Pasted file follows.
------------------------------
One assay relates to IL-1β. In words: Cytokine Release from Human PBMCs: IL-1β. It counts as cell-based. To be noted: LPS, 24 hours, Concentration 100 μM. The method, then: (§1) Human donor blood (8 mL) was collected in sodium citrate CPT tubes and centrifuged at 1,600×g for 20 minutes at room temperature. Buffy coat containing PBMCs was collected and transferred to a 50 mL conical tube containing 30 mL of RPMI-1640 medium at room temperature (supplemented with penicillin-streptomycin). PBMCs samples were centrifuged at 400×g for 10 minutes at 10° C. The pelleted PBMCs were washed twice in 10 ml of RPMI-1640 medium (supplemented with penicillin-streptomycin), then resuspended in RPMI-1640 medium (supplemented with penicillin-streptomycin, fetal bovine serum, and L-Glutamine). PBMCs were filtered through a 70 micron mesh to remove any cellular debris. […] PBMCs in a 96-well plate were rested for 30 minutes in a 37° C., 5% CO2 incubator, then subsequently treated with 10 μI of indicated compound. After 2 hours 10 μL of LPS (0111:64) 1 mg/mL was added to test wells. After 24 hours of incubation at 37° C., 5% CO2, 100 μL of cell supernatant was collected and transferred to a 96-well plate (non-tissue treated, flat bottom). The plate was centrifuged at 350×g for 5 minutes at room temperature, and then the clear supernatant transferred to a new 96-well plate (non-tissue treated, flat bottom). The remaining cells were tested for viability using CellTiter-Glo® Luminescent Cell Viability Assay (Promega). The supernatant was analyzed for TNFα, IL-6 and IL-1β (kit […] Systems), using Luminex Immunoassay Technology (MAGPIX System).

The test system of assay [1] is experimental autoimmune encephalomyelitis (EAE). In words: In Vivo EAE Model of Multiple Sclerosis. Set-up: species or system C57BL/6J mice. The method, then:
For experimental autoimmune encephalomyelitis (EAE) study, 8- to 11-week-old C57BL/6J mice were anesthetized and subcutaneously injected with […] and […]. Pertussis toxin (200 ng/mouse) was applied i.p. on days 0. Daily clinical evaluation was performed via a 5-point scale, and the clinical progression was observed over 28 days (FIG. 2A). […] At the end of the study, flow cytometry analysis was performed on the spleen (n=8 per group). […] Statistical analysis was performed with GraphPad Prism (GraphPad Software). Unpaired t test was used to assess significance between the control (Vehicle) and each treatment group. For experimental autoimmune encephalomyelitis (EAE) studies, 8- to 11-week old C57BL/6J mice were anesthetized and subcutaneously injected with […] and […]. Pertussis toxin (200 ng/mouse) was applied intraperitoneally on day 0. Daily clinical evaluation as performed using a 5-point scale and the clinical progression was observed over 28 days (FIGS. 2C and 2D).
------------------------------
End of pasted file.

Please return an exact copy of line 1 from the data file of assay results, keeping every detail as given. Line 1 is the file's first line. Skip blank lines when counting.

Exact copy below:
One assay relates to IL-1β. In words: Cytokine Release from Human PBMCs: IL-1β. It counts as cell-based. To be noted: LPS, 24 hours, Concentration 100 μM. The method, then: (§1) Human donor blood (8 mL) was collected in sodium citrate CPT tubes and centrifuged at 1,600×g for 20 minutes at room temperature. Buffy coat containing PBMCs was collected and transferred to a 50 mL conical tube containing 30 mL of RPMI-1640 medium at room temperature (supplemented with penicillin-streptomycin). PBMCs samples were centrifuged at 400×g for 10 minutes at 10° C. The pelleted PBMCs were washed twice in 10 ml of RPMI-1640 medium (supplemented with penicillin-streptomycin), then resuspended in RPMI-1640 medium (supplemented with penicillin-streptomycin, fetal bovine serum, and L-Glutamine). PBMCs were filtered through a 70 micron mesh to remove any cellular debris. […] PBMCs in a 96-well plate were rested for 30 minutes in a 37° C., 5% CO2 incubator, then subsequently treated with 10 μI of indicated compound. After 2 hours 10 μL of LPS (0111:64) 1 mg/mL was added to test wells. After 24 hours of incubation at 37° C., 5% CO2, 100 μL of cell supernatant was collected and transferred to a 96-well plate (non-tissue treated, flat bottom). The plate was centrifuged at 350×g for 5 minutes at room temperature, and then the clear supernatant transferred to a new 96-well plate (non-tissue treated, flat bottom). The remaining cells were tested for viability using CellTiter-Glo® Luminescent Cell Viability Assay (Promega). The supernatant was analyzed for TNFα, IL-6 and IL-1β (kit […] Systems), using Luminex Immunoassay Technology (MAGPIX System).